Critical Context (Masterplots II: African American Literature)
Of the black male children born in the United States during the “Negro Nadir,” the period of the ascendancy of Booker T. Washington and his eloquent espousal of vocational training for black people and the strict separation of the races in all things social, how many attended Brown University? How many attended Harvard University? How many were graduated from both? Reflection on these questions makes clear what a tiny minority within the African American community is represented in the family of the narrator of High Cotton. Drawing, it seems, on his own family history, the author is exploring a subject matter that hitherto has been largely neglected in African American literature.
He is also clearly distancing himself from the tradition of protest in African American fiction. This is not to say, of course, that Pinckney is in any way an apologist for racism and the injustices generated by racism. For him, art is not propaganda, and the novel is not a weapon. Every black American man must learn what it is to be black, American, and a man, and must study how, indeed whether, these three components of the self can relate to one another. A novel such as High Cotton, apart from the formal satisfactions it may offer, can make some contribution to understanding these questions.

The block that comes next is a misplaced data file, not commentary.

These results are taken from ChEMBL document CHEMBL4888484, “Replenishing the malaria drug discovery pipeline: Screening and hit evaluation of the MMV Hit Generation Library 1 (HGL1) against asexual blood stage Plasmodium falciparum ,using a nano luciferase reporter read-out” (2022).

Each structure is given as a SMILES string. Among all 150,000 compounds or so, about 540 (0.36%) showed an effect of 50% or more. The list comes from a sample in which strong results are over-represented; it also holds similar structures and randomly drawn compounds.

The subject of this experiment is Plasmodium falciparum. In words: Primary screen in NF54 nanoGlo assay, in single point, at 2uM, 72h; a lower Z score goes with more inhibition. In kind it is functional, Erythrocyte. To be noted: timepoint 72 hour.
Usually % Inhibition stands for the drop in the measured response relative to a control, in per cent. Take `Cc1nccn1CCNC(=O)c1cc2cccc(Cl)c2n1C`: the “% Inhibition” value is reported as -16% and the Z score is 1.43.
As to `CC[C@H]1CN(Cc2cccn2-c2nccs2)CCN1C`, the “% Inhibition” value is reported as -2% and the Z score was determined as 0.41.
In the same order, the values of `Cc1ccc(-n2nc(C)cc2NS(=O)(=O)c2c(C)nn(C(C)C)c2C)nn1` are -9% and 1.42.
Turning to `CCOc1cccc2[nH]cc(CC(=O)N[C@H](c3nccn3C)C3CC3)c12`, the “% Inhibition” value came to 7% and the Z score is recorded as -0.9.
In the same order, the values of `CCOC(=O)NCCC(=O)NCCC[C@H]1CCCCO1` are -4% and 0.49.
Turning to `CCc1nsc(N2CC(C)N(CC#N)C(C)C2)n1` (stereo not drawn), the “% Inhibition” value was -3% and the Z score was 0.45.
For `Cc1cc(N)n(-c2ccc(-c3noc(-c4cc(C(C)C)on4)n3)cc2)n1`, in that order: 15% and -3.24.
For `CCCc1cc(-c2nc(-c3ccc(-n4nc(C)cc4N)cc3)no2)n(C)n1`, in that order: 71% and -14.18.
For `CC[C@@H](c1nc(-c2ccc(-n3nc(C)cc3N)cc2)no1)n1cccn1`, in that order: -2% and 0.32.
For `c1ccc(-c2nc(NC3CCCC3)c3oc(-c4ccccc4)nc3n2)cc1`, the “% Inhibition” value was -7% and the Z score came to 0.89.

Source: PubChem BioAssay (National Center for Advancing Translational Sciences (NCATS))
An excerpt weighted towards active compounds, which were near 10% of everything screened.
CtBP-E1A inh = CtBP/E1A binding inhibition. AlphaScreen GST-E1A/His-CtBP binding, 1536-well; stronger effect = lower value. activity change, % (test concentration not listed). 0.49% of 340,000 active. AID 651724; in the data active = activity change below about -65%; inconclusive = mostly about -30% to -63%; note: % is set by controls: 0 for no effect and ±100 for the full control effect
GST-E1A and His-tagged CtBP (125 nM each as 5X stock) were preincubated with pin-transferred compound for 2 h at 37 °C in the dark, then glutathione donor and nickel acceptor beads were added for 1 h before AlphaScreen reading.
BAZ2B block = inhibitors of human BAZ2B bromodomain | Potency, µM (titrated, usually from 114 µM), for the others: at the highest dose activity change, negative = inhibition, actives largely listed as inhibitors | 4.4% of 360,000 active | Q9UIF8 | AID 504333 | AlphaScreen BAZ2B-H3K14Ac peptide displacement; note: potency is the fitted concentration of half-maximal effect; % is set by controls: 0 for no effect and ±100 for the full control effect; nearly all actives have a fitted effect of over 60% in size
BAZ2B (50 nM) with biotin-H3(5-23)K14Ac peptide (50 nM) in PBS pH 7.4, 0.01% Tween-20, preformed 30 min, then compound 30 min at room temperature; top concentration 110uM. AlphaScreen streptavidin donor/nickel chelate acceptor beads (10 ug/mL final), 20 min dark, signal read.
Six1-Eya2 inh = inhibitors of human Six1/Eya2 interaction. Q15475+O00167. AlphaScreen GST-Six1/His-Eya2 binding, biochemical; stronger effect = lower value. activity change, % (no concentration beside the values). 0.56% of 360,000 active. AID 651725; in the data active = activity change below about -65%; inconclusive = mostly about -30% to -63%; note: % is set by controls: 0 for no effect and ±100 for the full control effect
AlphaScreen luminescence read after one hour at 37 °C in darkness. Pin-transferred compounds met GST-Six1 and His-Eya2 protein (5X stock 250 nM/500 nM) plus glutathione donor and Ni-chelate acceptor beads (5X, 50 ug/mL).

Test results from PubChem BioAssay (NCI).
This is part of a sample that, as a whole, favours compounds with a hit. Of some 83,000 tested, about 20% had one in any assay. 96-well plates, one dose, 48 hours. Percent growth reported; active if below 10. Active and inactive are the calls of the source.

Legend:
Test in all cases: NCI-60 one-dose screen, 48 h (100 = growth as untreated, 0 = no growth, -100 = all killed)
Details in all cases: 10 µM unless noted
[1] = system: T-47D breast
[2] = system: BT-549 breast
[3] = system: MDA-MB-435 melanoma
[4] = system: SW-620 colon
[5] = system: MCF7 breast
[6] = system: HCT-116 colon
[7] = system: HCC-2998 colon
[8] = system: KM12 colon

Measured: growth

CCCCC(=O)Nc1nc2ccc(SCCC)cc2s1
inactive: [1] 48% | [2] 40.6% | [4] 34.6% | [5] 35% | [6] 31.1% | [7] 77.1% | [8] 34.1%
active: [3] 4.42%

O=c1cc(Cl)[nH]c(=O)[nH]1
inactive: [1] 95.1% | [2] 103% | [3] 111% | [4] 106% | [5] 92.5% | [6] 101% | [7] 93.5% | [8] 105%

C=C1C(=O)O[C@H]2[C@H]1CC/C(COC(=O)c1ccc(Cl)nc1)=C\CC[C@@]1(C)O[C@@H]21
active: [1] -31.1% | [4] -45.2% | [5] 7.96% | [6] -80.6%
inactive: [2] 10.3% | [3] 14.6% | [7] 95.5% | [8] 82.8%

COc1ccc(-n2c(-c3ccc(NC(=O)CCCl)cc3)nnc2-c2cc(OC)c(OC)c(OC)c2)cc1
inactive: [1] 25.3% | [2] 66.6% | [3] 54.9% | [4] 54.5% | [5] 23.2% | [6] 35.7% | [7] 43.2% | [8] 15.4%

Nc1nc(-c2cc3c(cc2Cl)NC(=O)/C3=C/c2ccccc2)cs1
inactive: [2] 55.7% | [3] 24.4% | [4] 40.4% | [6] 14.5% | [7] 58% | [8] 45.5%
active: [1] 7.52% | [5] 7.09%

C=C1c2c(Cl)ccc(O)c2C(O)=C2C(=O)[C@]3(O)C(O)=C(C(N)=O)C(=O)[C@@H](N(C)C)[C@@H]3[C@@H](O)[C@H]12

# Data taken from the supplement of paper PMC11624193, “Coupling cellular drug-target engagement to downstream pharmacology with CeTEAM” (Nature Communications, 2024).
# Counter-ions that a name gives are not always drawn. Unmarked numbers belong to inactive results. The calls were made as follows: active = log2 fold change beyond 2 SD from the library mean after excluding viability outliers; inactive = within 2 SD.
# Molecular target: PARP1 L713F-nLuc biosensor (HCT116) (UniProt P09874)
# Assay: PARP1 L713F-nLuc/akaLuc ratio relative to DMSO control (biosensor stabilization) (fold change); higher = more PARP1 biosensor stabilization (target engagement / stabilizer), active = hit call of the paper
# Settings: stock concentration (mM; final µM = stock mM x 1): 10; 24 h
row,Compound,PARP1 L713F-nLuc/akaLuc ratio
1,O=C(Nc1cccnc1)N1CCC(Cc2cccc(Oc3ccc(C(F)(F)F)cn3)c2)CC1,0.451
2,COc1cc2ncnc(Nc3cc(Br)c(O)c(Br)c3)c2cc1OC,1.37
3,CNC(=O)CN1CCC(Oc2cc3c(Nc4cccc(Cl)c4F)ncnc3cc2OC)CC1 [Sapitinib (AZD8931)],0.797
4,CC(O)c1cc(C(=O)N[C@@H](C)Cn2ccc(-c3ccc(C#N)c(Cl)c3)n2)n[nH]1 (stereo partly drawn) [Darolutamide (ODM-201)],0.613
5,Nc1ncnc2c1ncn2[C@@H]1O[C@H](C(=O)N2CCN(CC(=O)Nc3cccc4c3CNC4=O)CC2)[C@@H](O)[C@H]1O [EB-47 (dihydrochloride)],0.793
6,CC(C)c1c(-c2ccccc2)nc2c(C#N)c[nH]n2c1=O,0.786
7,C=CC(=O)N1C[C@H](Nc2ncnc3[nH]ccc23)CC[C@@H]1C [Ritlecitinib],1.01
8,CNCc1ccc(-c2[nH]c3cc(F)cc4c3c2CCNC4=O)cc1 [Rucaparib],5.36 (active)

Of the African American novelists who have preceded him, Pinckney seems closest in spirit to Ralph Ellison, whose Invisible Man (1952) also...
(The entire section is 419 words.)